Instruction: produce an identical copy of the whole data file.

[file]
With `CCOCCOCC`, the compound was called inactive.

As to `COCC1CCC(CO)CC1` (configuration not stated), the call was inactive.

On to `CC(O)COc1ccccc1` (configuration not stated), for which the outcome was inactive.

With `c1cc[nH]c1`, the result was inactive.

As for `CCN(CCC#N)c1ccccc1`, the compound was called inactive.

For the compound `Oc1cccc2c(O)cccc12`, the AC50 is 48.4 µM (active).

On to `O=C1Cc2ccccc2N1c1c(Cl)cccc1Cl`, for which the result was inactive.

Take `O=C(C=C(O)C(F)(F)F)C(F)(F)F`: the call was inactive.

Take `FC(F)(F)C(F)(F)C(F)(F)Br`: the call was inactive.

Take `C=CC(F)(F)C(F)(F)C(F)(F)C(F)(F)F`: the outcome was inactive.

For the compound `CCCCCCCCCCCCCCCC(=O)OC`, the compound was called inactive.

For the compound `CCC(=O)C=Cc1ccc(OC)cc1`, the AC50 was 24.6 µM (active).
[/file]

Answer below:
With `CCOCCOCC`, the compound was called inactive.

As to `COCC1CCC(CO)CC1` (configuration not stated), the call was inactive.

On to `CC(O)COc1ccccc1` (configuration not stated), for which the outcome was inactive.

With `c1cc[nH]c1`, the result was inactive.

As for `CCN(CCC#N)c1ccccc1`, the compound was called inactive.

For the compound `Oc1cccc2c(O)cccc12`, the AC50 is 48.4 µM (active).

On to `O=C1Cc2ccccc2N1c1c(Cl)cccc1Cl`, for which the result was inactive.

Take `O=C(C=C(O)C(F)(F)F)C(F)(F)F`: the call was inactive.

Take `FC(F)(F)C(F)(F)C(F)(F)Br`: the call was inactive.

Take `C=CC(F)(F)C(F)(F)C(F)(F)C(F)(F)F`: the outcome was inactive.

For the compound `CCCCCCCCCCCCCCCC(=O)OC`, the compound was called inactive.

For the compound `CCC(=O)C=Cc1ccc(OC)cc1`, the AC50 was 24.6 µM (active).